Southern (NYSE: SO) official Cheri Collins realizes “the world is watching” as subsidiary Georgia Power and its partners build Vogtle Units 3 and 4 near Waynesboro, Ga.
Collins is Southern’s General Manager and External Affairs Liaison for Nuclear Operations and Development. Collins participated in a Sept. 20 webcast on the future of U.S. nuclear power, which also featured Vermont Public Service Department Deputy Commissioner Sarah Hofmann and Nuclear Regulatory Commission member William Ostendorff.
The webcast was sponsored by EnergyBiz magazine, which like GenerationHub, is part of Energy Central.
One thing that all three panelists seemed to agree upon was that the construction of the two new Vogtle units, as well as two new units under construction at the V.C. Summer station in South Carolina, will have an impact on future nuclear projects in the United States. Summer is being built by SCANA (NYSE: SCG) as the majority partner.
All four units were approved by the NRC earlier this year. They are the first nuclear units ordered domestically in the past 30 years and any cost over-runs or project delays could give nuclear power a black eye, the officials agreed.
The “certified” budget for the two new Vogtle units is $14bn with Georgia Power’s share being $6.1 bn, Collins said. “We realize that the world is watching,” Collins said. There have been no cost over-runs to date, she said.
There are currently 2,300 workers involved in the construction effort at Vogtle Units 3 and 4 near Waynesboro, Ga. Several hundred permanent employees will also be involved in operating the two new units.
Vogtle 3 is expected to come online in 2016 and Vogtle 4 in 2017.
Gas, spent fuel, small reactors also on the radar
The participants also seemed to agree that nuclear power’s future will be linked with its ability to compete with domestic natural gas. “Can it compete with gas?” That could probably be “the death knell for nuclear power,” Hofmann said.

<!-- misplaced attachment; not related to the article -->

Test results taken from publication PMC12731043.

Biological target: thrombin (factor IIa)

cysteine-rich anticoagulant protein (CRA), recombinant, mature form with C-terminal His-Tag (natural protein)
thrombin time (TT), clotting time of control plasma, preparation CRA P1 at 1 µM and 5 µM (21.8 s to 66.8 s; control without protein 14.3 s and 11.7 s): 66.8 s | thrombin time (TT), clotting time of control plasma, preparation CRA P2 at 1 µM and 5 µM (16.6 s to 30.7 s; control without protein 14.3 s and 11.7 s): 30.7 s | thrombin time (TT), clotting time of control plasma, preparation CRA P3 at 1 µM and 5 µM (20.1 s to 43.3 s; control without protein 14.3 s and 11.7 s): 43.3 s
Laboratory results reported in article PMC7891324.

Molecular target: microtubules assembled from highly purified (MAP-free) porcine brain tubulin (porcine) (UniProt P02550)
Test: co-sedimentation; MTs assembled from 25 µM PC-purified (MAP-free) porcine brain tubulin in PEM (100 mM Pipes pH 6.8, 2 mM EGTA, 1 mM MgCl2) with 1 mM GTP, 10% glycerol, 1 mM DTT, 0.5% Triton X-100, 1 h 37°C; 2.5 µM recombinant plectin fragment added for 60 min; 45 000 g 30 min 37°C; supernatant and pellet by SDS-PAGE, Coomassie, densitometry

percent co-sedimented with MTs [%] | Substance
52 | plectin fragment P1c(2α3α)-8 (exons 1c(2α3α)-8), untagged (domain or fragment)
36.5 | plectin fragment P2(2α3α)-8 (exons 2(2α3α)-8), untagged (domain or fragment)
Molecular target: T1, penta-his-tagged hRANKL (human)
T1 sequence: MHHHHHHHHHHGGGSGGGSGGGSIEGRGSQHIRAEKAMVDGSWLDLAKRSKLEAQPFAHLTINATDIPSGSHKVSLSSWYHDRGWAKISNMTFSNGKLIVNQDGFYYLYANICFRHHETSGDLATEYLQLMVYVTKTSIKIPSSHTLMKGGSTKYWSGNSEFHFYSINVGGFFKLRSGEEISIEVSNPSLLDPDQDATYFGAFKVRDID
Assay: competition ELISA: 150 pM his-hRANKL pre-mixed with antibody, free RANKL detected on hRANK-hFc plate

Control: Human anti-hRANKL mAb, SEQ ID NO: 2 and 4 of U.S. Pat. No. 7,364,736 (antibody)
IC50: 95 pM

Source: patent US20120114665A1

Nuclear advocates have pointed to small modular reactors (SMRs) as an option that could potentially enable utilities to incrementally add atomic power in far less than 1,000-MW chunks, which typically require multi-billion-dollar investments.
Ostendorff said he would not be surprised to see one or more SMRs operating domestically by the end of the decade.
The U.S. Department of Energy (DOE) could announce financial incentive awards for a couple of SMRs this fall and the NRC expects to receive its first mini-reactor applications in 2013, Ostendorff said.
If the NRC approves its first SMR applications within three years of submittal, such units might be operating by the end of the decade, Ostendorff said.
On the regulatory front, Ostendorff said the vast majority of the nation’s 104 nuclear reactors have either had their original operating licenses renewed for an additional 20 years or have applications for extensions currently under review by NRC.
The state of Vermont has been trying to shut down the Vermont Yankee plant owned by an Entergy (NYSE: ETR) subsidiary, although the plant has received a 20-year extension from NRC.
Certainly, Vermont is in the thick of litigation that could affect the entire country, Hofmann said. The Vermont official said that, unlike the Southeast, nuclear power does not seem to enjoy much popular backing in her state.
Hofmann said Vermont residents have concerns about tritium leaks at Vermont Yankee as well as the state’s often rocky relationship with Entergy.
Hofmann also said the cost of storing nuclear fuel on-site, possibly indefinitely, cannot be ignored.
The legal damages that DOE has been forced to pay nuclear operators and ratepayers for failing to accept spent fuel to date, should be included in the cost of nuclear power, Hofmann said.
“Let’s get beyond wishful thinking” on the future of spent fuel or the industry is doomed to failure, Hofmann said.